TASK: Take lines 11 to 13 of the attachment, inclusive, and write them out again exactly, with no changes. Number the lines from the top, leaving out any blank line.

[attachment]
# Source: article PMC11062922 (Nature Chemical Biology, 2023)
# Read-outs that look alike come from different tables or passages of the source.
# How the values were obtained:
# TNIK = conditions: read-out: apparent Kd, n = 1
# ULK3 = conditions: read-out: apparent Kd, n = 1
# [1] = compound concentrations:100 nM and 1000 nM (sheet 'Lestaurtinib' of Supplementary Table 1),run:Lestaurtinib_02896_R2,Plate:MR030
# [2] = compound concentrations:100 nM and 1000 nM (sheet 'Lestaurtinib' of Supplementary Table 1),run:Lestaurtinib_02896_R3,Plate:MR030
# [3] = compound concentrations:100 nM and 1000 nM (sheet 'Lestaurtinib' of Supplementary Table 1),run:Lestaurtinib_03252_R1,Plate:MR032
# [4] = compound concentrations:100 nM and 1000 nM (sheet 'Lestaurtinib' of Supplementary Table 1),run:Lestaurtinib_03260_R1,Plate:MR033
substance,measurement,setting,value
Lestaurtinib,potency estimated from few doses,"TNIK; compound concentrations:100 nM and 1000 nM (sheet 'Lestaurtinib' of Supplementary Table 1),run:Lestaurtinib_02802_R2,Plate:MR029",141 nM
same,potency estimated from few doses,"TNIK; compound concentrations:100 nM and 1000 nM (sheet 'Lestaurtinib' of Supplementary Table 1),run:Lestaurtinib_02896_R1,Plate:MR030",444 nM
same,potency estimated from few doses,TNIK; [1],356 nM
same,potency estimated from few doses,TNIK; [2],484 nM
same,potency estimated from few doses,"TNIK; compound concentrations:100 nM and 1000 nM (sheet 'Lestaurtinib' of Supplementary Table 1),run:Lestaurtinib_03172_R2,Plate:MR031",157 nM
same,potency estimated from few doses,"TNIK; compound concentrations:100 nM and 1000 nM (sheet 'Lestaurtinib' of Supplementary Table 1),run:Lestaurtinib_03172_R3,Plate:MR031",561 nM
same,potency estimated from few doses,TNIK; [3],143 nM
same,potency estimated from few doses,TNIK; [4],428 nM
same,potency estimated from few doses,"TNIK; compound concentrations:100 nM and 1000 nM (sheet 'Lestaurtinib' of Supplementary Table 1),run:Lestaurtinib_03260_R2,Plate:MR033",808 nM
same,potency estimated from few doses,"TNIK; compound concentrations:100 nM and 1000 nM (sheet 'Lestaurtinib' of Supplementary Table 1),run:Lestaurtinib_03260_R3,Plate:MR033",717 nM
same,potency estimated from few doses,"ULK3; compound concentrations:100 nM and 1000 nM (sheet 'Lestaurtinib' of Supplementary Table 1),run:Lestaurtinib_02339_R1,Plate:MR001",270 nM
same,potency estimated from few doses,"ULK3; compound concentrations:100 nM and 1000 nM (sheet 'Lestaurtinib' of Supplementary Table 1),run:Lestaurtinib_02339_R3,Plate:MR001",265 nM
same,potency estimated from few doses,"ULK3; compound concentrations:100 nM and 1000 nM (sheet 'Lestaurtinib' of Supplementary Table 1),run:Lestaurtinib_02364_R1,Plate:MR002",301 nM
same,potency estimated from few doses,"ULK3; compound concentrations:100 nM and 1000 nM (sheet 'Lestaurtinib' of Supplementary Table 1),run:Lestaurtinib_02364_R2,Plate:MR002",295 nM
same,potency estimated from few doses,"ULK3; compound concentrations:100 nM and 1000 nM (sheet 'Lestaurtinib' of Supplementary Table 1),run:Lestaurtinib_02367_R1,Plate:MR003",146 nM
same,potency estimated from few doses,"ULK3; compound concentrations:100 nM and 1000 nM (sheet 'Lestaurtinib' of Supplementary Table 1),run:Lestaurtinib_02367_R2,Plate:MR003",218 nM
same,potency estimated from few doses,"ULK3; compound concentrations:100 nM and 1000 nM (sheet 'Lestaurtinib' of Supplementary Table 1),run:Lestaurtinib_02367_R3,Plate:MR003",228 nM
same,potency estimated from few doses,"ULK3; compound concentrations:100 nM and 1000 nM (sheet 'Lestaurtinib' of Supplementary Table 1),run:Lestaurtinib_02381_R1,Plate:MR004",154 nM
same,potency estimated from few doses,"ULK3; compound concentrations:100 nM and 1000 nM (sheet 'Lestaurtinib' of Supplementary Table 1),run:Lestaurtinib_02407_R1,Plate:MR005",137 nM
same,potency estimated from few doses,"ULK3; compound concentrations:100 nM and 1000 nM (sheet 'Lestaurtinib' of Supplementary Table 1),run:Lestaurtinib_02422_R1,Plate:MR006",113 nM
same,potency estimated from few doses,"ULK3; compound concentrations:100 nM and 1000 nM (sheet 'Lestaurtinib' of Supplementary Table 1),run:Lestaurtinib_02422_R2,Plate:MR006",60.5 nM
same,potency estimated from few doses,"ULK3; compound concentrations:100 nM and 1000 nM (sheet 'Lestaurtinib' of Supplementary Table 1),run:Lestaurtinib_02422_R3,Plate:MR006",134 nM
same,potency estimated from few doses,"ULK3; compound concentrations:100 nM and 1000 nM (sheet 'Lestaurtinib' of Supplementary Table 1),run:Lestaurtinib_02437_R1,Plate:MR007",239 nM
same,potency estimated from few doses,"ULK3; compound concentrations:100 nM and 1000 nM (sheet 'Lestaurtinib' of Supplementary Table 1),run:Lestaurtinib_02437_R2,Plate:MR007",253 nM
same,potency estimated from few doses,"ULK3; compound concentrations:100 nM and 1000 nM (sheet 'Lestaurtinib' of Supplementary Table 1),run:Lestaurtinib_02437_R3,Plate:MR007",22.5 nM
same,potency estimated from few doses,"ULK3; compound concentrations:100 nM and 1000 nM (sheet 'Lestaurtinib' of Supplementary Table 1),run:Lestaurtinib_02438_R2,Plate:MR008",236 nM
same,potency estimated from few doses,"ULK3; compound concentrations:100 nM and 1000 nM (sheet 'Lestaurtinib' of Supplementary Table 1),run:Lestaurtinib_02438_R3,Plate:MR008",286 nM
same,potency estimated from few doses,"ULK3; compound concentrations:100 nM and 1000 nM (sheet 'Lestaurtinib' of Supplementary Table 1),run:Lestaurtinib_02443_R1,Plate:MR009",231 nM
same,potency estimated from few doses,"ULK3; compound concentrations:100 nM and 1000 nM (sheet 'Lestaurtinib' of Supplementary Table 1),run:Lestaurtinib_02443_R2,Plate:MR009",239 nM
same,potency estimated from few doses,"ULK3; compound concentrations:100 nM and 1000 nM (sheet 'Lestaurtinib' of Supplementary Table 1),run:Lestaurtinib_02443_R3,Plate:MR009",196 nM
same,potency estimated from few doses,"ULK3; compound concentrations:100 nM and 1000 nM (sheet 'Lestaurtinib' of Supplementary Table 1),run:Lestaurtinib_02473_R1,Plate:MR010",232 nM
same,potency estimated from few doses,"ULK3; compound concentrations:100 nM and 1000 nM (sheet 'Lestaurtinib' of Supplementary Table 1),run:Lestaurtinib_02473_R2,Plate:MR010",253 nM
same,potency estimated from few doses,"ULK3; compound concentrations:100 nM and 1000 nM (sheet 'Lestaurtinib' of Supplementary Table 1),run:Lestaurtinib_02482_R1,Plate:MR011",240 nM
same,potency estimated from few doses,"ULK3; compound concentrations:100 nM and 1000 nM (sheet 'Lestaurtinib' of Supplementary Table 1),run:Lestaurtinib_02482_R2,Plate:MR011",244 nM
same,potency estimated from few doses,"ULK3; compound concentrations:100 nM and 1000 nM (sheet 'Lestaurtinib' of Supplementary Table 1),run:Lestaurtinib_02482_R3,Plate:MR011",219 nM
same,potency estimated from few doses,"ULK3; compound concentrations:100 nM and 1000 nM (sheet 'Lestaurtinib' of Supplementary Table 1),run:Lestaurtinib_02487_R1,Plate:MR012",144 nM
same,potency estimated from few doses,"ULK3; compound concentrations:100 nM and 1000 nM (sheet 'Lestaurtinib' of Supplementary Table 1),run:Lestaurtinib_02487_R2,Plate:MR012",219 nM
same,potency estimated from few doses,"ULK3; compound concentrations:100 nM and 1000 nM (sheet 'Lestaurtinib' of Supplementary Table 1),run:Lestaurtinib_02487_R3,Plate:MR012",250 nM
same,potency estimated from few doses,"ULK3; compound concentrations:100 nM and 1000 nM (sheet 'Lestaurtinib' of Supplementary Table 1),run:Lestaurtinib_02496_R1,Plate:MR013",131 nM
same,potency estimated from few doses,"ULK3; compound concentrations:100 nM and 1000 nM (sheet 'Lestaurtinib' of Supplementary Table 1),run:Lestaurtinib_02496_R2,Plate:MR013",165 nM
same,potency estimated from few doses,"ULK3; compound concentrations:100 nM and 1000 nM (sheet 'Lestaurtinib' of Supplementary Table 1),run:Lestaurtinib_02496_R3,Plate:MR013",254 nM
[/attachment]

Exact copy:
Lestaurtinib,potency estimated from few doses,"TNIK; compound concentrations:100 nM and 1000 nM (sheet 'Lestaurtinib' of Supplementary Table 1),run:Lestaurtinib_02802_R2,Plate:MR029",141 nM
same,potency estimated from few doses,"TNIK; compound concentrations:100 nM and 1000 nM (sheet 'Lestaurtinib' of Supplementary Table 1),run:Lestaurtinib_02896_R1,Plate:MR030",444 nM
same,potency estimated from few doses,TNIK; [1],356 nM